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date: 19 January 2019

Abstract and Keywords

This chapter discusses the relationship between actor and scenography in twentieth and twenty-first century productions of Hamlet and King Lear, particularly the common theatrical trope of realist acting on abstract stage sets. It argues that whilst in some productions the notion of tragic hero as common man reduces the plays to a set of psychological problems, in others, contrasts and tensions between acting style and scenography or theatre architecture have created what the author calls a ‘politics of intimacy’. These productions have made it possible for detailed, realist acting on non-naturalistic stage sets to pose potent questions about the social and political meanings of human relations in the plays. They have allowed for an audience experience that involves both psychological intimacy and ideological critique.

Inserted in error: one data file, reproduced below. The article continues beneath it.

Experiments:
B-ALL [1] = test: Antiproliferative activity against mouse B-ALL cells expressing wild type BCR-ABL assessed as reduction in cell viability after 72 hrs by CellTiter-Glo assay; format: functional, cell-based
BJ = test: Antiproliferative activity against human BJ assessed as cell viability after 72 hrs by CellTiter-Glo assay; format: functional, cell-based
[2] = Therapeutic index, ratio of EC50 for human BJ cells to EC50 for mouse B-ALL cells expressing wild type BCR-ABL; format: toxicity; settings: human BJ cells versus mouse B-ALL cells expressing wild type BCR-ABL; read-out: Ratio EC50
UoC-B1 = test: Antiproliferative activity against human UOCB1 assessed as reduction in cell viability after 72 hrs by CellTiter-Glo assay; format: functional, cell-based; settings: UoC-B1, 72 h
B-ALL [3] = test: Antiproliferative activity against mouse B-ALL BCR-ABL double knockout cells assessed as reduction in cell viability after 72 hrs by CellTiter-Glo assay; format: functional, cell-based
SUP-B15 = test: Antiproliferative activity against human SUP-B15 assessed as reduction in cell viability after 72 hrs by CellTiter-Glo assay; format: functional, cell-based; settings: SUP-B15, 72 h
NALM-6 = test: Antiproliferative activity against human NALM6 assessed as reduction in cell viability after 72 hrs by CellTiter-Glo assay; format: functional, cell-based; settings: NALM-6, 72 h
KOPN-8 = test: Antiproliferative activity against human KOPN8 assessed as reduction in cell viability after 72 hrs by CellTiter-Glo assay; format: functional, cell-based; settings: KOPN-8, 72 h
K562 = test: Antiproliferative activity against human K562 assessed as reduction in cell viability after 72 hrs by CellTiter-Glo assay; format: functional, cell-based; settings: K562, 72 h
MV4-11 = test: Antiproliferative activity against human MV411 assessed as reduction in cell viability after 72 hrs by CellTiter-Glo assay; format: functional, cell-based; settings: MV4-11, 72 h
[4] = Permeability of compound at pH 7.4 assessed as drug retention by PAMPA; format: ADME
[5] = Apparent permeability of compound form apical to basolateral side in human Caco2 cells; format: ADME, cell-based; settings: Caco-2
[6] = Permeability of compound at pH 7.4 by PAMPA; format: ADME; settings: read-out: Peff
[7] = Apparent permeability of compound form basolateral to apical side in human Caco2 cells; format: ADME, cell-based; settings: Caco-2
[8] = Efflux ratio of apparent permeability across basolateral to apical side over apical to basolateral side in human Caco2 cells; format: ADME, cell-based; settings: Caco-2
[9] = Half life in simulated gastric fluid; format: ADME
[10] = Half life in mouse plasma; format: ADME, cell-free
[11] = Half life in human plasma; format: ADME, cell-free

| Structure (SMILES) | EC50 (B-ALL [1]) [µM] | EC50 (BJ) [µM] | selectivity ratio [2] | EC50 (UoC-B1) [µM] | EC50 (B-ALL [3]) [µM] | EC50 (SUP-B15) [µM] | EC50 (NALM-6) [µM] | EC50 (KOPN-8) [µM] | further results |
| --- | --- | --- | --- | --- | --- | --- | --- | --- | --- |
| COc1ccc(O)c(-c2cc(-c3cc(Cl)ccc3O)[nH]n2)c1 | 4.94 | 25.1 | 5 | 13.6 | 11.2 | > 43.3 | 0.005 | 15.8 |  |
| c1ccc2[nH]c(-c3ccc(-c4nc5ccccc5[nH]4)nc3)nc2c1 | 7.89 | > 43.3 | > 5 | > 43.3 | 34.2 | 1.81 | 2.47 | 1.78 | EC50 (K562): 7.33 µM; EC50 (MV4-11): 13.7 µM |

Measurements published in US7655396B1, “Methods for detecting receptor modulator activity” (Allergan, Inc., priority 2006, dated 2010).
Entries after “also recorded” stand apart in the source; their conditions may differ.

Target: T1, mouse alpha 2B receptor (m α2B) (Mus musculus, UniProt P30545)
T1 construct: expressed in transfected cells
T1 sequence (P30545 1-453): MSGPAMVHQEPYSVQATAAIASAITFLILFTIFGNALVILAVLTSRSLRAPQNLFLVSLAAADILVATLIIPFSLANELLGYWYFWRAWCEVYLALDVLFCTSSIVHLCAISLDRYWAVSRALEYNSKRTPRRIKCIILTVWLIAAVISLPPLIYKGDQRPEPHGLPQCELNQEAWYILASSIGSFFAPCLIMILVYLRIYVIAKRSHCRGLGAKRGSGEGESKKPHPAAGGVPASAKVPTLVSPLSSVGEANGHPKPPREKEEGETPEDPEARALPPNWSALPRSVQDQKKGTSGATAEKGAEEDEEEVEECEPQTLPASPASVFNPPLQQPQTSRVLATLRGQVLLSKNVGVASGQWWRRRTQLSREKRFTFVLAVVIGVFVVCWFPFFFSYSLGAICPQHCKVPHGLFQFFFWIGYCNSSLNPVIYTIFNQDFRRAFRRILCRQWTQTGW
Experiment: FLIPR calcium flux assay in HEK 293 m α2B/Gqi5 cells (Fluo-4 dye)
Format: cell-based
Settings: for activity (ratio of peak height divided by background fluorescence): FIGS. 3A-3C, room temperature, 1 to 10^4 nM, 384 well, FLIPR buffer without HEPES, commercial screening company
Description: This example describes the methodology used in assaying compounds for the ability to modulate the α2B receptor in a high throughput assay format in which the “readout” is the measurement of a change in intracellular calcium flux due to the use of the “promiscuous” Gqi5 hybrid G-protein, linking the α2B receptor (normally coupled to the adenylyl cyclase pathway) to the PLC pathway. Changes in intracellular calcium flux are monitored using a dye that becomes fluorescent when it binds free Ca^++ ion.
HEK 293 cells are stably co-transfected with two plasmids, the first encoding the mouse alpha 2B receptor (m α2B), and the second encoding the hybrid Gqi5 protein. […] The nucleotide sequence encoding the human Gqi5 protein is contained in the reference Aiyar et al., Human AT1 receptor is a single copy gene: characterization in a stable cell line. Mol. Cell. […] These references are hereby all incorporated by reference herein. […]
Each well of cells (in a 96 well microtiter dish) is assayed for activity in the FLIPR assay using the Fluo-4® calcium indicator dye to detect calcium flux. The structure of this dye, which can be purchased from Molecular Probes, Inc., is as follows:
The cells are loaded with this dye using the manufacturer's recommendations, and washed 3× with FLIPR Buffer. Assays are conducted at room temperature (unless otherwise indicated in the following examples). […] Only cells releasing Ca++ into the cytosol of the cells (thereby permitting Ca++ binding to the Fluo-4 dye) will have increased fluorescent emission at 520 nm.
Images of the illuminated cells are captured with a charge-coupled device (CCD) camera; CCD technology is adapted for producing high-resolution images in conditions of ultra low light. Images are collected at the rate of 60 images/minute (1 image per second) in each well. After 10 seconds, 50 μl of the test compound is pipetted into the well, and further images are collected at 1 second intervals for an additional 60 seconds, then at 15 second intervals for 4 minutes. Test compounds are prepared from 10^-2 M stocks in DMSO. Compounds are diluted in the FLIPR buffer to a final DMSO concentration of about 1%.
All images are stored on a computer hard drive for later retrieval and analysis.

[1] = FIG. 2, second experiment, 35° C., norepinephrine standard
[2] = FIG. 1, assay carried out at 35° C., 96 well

Keywords: Hamlet, King Lear, scenography, realism, epic, intimacy

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